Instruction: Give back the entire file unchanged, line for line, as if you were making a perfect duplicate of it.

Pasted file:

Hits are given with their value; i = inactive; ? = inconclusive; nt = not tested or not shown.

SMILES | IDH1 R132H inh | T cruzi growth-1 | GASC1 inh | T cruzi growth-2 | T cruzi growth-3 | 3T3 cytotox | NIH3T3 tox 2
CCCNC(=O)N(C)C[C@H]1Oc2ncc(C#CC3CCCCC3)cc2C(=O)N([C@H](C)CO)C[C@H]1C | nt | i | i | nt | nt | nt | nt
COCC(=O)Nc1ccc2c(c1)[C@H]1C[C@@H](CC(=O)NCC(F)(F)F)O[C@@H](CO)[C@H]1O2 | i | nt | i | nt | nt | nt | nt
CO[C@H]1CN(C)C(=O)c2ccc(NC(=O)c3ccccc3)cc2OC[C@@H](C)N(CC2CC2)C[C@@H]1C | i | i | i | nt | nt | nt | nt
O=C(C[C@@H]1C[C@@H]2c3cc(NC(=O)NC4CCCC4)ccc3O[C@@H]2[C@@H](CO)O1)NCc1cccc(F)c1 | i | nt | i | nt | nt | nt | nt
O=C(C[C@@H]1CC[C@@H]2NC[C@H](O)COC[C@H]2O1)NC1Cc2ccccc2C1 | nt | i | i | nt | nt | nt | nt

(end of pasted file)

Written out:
Hits are given with their value; i = inactive; ? = inconclusive; nt = not tested or not shown.

SMILES | IDH1 R132H inh | T cruzi growth-1 | GASC1 inh | T cruzi growth-2 | T cruzi growth-3 | 3T3 cytotox | NIH3T3 tox 2
CCCNC(=O)N(C)C[C@H]1Oc2ncc(C#CC3CCCCC3)cc2C(=O)N([C@H](C)CO)C[C@H]1C | nt | i | i | nt | nt | nt | nt
COCC(=O)Nc1ccc2c(c1)[C@H]1C[C@@H](CC(=O)NCC(F)(F)F)O[C@@H](CO)[C@H]1O2 | i | nt | i | nt | nt | nt | nt
CO[C@H]1CN(C)C(=O)c2ccc(NC(=O)c3ccccc3)cc2OC[C@@H](C)N(CC2CC2)C[C@@H]1C | i | i | i | nt | nt | nt | nt
O=C(C[C@@H]1C[C@@H]2c3cc(NC(=O)NC4CCCC4)ccc3O[C@@H]2[C@@H](CO)O1)NCc1cccc(F)c1 | i | nt | i | nt | nt | nt | nt
O=C(C[C@@H]1CC[C@@H]2NC[C@H](O)COC[C@H]2O1)NC1Cc2ccccc2C1 | nt | i | i | nt | nt | nt | nt